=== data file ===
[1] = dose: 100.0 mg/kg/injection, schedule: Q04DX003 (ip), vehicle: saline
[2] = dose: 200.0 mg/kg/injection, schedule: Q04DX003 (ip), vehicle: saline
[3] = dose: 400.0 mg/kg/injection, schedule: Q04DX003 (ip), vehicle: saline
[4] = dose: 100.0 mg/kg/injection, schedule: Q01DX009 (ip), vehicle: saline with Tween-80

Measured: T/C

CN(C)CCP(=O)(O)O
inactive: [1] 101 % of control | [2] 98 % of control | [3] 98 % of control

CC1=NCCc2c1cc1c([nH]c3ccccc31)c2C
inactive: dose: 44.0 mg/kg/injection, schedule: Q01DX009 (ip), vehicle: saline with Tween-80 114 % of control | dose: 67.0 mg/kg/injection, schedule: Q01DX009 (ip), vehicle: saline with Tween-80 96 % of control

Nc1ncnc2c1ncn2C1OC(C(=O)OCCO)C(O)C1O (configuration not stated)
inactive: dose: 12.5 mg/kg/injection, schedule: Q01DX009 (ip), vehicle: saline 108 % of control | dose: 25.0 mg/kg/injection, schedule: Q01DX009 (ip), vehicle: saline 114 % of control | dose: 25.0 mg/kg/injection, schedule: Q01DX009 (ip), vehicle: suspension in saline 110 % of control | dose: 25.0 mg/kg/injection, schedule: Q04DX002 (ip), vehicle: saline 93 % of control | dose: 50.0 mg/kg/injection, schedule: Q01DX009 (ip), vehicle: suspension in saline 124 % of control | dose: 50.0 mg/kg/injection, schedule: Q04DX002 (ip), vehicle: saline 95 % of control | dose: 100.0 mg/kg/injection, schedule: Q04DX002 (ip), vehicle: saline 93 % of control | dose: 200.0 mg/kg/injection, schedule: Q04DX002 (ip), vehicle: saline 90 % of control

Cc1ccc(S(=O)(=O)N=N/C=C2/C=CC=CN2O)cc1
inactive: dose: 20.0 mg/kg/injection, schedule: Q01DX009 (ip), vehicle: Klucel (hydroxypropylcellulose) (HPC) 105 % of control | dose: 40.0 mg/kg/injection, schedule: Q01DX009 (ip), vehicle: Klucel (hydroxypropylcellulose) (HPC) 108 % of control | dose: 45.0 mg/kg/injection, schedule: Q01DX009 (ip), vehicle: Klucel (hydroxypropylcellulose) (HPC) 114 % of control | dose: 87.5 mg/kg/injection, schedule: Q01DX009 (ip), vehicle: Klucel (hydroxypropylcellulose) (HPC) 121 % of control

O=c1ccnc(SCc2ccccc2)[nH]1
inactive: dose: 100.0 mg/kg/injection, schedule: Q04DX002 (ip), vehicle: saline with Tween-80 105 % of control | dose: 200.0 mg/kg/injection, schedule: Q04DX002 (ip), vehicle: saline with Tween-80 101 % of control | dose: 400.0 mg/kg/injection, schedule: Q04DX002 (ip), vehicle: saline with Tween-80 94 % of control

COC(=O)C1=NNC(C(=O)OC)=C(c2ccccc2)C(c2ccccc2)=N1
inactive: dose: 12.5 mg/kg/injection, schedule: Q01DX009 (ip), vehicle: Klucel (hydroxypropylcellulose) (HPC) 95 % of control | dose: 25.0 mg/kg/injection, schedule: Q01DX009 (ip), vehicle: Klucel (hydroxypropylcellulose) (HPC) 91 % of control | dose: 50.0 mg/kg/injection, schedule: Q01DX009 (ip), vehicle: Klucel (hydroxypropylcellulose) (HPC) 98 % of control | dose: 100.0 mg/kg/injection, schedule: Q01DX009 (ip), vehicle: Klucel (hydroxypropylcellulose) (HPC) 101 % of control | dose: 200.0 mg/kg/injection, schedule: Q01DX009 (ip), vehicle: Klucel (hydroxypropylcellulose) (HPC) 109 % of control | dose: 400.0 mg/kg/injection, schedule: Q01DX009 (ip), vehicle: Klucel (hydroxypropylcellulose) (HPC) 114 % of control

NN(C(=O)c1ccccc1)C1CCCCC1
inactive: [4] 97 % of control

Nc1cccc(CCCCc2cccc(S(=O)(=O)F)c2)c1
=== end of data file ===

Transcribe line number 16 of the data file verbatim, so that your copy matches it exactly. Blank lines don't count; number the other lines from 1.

COC(=O)C1=NNC(C(=O)OC)=C(c2ccccc2)C(c2ccccc2)=N1